Without acceptance by society: Thomas Bach fuels the German Olympic dream

Without acceptance by society
Thomas Bach fuels the German Olympic dream

Olympic Games in Germany: What seemed to have been done for a long time should apparently be back on the agenda of the German Olympic Sports Confederation. In any case, IOC President Thomas Bach feels a new fire. You no longer want to name places and numbers, but develop an idea.

In the restaurant with the apt name “Coubertin”, a stone’s throw away from the world-famous silhouette of the Munich Olympic Park, Thomas Bach spoke important words. In the German Olympic Sports Confederation, he felt “a new fire and a new enthusiasm” for the Olympic Games in Germany, said the IOC President at the “Legacy for future” anniversary reception.

Bach had previously unveiled a sculpture of the Olympic rings together with DOSB Vice President Miriam Welte and Marion Schöne, Managing Director of Olympiapark GmbH, as part of the celebrations 50 years after the Games in Munich. According to the head of the International Olympic Committee, Munich ’72 was an “excellent, happy, cosmopolitan game,” and a new Germany opened up at the time.

Unbroken Olympic sympathy

The DOSB leadership then showed unbroken sympathy for another Olympic application – but nothing should be rushed. “If we want to apply, we have to think it through carefully. Don’t name places and numbers, but develop an idea, a concept and social acceptance,” said DOSB CEO Torsten Burmester.

You have to “convince” the people in Germany, the official explained: “It makes no sense to only look critically at the past, you also have to develop sustainable concepts for the future and take society with you.” Dirk Schimmelpfennig, DOSB board member for competitive sports, added that it was “important that we as officials create more trust”. It will be essential “how the social importance of sport develops”.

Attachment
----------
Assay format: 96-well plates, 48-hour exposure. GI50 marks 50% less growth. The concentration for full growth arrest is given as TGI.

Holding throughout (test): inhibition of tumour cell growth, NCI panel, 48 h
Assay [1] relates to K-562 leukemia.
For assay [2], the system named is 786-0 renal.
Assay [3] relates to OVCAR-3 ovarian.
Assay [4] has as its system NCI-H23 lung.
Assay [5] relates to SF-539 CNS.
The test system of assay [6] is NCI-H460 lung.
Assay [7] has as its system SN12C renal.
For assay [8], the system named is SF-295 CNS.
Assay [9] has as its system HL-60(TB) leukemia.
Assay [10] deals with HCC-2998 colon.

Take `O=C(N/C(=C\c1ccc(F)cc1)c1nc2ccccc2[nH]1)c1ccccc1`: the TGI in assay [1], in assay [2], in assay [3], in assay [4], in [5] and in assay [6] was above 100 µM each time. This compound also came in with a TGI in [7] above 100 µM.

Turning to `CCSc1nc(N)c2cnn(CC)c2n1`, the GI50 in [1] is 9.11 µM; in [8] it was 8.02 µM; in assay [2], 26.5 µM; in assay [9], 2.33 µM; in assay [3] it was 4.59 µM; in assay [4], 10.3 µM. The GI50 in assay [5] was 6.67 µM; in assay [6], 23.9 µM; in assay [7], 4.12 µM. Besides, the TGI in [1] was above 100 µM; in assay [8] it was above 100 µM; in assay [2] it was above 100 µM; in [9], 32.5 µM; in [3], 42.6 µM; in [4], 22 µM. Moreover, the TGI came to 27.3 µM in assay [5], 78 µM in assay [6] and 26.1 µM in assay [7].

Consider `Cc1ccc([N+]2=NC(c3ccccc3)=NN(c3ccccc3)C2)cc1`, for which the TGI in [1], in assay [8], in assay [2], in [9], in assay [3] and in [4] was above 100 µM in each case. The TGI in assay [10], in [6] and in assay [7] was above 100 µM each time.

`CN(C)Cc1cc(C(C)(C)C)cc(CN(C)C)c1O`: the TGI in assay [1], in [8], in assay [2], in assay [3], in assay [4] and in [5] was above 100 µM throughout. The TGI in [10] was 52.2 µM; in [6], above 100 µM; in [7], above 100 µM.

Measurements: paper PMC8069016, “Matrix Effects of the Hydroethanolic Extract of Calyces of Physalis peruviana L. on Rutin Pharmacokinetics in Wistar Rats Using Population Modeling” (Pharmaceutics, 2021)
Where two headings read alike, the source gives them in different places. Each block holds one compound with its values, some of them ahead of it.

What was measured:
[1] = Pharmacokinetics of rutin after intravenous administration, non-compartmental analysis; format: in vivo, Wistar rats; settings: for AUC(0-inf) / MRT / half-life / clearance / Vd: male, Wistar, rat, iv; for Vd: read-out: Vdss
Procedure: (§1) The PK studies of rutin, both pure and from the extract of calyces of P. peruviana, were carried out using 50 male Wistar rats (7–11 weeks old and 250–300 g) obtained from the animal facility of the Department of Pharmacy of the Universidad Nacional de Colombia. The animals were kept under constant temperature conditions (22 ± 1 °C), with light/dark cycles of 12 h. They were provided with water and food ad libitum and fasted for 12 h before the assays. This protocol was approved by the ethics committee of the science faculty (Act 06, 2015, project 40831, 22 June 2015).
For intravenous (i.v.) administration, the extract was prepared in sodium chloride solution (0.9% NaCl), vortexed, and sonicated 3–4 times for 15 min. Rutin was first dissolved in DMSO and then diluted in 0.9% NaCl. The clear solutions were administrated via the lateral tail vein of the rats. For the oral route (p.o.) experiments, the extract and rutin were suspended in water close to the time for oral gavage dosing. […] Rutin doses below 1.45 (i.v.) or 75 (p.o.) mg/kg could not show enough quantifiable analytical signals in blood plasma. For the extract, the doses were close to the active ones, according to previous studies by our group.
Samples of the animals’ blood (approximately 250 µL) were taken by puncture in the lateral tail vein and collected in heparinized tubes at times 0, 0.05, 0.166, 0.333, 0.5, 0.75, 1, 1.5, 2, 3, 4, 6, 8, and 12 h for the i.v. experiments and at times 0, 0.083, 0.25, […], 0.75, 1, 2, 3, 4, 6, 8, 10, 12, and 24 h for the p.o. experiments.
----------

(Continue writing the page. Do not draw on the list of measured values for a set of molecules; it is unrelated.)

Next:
Bizarre discussion

Overall, Schimmelpfennig agreed with the criticism recently voiced by Bayern Munich’s honorary president Uli Hoeneß. “On the one hand, you don’t want games to take place in countries like China, on the other hand, we complain when a few trees have to be felled,” Hoeneß put it pointedly on Wednesday at the #neuland congress in Aachen. Since Munich, no fewer than seven attempts to bring the Olympics to Germany have failed. Recently, there has been a massive lack of support from the population.

In any case, Thomas Bach would be very happy to experience the Olympic Games in Germany. “I would have been very happy if at least one Olympic award to Germany had been possible during my term of office,” said the IOC President. He now hopes “that when the Olympics take place in Germany again, I’ll still be fit enough and will also be invited to follow the games as a fan”. That could be the case at the earliest in 2036, 100 years after the Nazi propaganda games in Berlin. In 2024 the Olympics will take place in Paris, in 2028 in Los Angeles and in 2032 in Brisbane, Australia.

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